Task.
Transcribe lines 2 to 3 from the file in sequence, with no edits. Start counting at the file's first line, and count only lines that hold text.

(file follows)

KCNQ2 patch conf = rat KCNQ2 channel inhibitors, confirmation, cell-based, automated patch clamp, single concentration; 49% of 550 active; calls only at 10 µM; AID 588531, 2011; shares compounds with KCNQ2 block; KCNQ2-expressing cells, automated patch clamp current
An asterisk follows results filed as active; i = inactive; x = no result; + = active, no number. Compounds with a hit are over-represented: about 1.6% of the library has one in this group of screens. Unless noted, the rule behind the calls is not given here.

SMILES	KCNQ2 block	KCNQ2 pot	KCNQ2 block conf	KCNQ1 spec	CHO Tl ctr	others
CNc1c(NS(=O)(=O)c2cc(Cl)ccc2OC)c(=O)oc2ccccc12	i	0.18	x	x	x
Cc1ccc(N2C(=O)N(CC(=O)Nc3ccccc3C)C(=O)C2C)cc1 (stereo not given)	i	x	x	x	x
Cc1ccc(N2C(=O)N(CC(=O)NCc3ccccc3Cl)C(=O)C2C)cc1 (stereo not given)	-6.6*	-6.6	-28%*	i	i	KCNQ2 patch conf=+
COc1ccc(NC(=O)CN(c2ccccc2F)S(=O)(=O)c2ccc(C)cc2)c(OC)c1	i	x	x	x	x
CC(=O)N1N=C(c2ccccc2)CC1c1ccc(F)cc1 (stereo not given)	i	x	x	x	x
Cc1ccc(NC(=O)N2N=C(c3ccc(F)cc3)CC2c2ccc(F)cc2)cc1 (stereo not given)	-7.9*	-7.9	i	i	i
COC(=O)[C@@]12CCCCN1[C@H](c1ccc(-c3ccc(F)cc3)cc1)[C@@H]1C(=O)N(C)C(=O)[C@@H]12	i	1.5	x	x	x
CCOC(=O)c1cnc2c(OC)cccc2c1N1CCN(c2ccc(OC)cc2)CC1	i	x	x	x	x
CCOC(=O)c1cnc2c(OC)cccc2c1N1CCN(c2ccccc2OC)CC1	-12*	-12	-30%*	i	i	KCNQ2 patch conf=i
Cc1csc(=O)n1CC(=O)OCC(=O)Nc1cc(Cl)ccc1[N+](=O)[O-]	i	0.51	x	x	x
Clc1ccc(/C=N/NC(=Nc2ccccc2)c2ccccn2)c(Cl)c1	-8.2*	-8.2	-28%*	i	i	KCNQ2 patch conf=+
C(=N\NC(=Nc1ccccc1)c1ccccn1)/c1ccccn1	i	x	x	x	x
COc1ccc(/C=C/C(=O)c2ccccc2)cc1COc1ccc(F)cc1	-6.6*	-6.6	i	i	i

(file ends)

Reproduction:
An asterisk follows results filed as active; i = inactive; x = no result; + = active, no number. Compounds with a hit are over-represented: about 1.6% of the library has one in this group of screens. Unless noted, the rule behind the calls is not given here.

SMILES	KCNQ2 block	KCNQ2 pot	KCNQ2 block conf	KCNQ1 spec	CHO Tl ctr	others